Presently, there is no standardised weighting scheme to generate composite JEE indices from the 19 technical areas. Moreover, the benefit of presenting a single composite JEE index is also a subject for scientific debate. In view of the latter, we have elected to present the non-weighted arithmetic mean scores for each of the 19 technical areas and the number of countries within each score level. For visualisation purposes, we graphically present the data using a 5-category colour-coding to represent different score levels, specifically score 1=20%, no capacity (red), score 2=21%–40%, limited capacity (brown), score 3=41%–60%, developed capacity (yellow), score 4=61%–80%, demonstrated capacity (light green) and score 5=80% and above, sustainable capacity (dark green). While this analysis looks basic, it presents a non-biased baseline status of the IHR capacities in the WHO African region.
Current status of the International Health Regulation capacities in the WHO African region
Between, February 2016 and March 2019, 40 of 47 countries in the WHO African region (over 80% coverage) conducted a JEE (figure 1). A separate JEE was conducted for the island of Zanzibar. The WHO African region is the leading region, with over 42% (40 of 95) of the JEE conducted globally. The JEEs have demonstrated that no African country has all the required IHR capacities (figures 2 and 3).
In the broad thematic area of ‘prevent’, no country has capacity level 5 for 12 of 15 indicators. Capacity level 5 was recorded for three indicators: ‘surveillance systems for priority zoonotic diseases’ in one country, ‘vaccine coverage (measles) as part of the national programme in one country’ and ‘national vaccine access and delivery system in two countries’. For three technical areas (legislation, policy and financing, IHR coordination, communication and advocacy and antimicrobial resistance)>80% of the countries had either no capacity (score 1) or limited capacity (score 2). For two other technical areas (food safety and biosafety and biosecurity), >70% of the countries had either no capacity or limited capacity. The technical area with relatively higher IHR capacity scores was immunisation (figures 2 and 3). In the thematic area of ‘detect’, no country had capacity level 5 for 12 of the 13 indicators. Capacity level 5 was recorded for only one indicator ‘laboratory testing for priority diseases in one country’.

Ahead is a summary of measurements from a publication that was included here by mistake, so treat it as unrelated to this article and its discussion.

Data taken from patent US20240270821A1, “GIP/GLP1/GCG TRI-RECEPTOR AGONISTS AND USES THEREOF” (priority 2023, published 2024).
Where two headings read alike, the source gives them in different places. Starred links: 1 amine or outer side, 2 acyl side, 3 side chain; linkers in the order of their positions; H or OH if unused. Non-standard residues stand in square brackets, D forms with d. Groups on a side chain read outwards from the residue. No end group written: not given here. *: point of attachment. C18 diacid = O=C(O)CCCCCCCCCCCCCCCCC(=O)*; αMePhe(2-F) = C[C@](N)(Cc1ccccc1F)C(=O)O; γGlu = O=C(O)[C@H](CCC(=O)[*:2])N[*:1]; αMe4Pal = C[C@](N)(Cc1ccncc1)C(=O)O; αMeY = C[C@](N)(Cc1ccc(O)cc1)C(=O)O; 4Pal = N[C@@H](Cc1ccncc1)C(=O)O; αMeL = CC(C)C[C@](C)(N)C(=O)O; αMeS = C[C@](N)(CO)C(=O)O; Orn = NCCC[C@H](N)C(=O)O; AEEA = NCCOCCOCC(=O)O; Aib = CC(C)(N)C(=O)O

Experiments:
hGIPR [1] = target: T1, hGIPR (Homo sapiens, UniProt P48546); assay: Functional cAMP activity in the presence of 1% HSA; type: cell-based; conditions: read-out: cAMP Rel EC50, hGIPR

In contrast to prevent, many countries had a capacity level 3 or 4 for several indicators: 70% for ‘laboratory testing for detection of priority diseases’ and ‘efficient reporting to FAO, OIE and WHO’, 80% for ‘indicator or event-based surveillance systems’ and ‘field epidemiology training programmes’ and over 80% for ‘integration and data analysis’. Except for a few countries, workforce capacity had very low scores (figures 2 and 3). In the thematic area of ‘respond’, no country had capacity level 5 for 13 of 14 indicators. Less than 10% of the countries had a national multihazard public health emergency preparedness and response plan, and hardly 7% had mapped priority risks and resources. Over two-thirds of the countries had either no capacity or limited capacity to activate emergency operations and close to 80% of them had neither a public health emergency operation centre nor an emergency operations programme. Over 80% of them did not have linkages between public health and security authorities nor did they have mechanisms for receiving or sending medical personnel and medical countermeasures. The technical area in which one-third of the countries had either capacity level score 3 or 4 was risk communication. For the PoE and other IHR hazards (chemical events and radiation emergencies), no country had capacity level 5; a few had IHR capacity levels at score 3 or 4. Most countries (>80%) had an IHR capacity level at score 1 or 2 (figures 2 and 3). Finally, for illustration purposes, we present the arithmetic mean indices for the four major themes of the JEE tool (prevent, detect, respond, PoE and other IHR hazards) and the arithmetic mean for the 19 technical areas to demonstrate that a single JEE index, even without weighting, masks differences across the 19 technical areas (figure 3).